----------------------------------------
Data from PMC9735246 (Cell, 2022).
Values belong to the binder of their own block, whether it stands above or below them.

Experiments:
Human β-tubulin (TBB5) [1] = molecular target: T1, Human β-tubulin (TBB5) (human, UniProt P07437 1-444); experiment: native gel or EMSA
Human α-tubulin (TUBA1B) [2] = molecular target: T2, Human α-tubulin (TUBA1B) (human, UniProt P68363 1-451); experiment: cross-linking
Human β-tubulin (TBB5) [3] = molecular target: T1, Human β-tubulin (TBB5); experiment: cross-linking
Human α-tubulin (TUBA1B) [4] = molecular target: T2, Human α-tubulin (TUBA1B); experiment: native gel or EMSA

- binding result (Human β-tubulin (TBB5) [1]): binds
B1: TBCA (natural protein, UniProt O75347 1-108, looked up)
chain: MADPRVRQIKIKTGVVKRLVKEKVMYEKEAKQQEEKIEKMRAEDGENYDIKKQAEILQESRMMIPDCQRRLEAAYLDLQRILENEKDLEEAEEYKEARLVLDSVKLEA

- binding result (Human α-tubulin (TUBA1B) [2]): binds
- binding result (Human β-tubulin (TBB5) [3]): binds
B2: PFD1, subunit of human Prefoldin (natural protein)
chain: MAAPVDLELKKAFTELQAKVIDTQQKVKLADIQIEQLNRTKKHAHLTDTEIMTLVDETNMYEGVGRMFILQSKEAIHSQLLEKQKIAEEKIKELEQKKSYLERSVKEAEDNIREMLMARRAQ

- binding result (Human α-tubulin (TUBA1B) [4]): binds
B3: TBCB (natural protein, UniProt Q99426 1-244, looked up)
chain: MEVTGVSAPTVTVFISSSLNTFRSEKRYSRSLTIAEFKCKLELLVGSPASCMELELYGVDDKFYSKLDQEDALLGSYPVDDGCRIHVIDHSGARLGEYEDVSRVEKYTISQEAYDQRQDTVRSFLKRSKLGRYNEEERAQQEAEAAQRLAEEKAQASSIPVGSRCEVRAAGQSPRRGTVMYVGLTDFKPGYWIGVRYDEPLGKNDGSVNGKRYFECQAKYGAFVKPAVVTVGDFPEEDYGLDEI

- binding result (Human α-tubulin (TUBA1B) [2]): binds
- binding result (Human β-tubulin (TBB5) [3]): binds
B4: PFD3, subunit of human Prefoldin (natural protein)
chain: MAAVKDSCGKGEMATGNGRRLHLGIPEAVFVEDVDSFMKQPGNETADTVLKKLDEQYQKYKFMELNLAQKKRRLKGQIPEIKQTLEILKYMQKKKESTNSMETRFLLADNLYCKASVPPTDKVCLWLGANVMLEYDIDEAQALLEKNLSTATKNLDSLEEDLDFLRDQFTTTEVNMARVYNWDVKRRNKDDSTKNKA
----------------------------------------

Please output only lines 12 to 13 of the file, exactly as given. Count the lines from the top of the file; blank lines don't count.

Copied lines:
- binding result (Human β-tubulin (TBB5) [3]): binds
B2: PFD1, subunit of human Prefoldin (natural protein)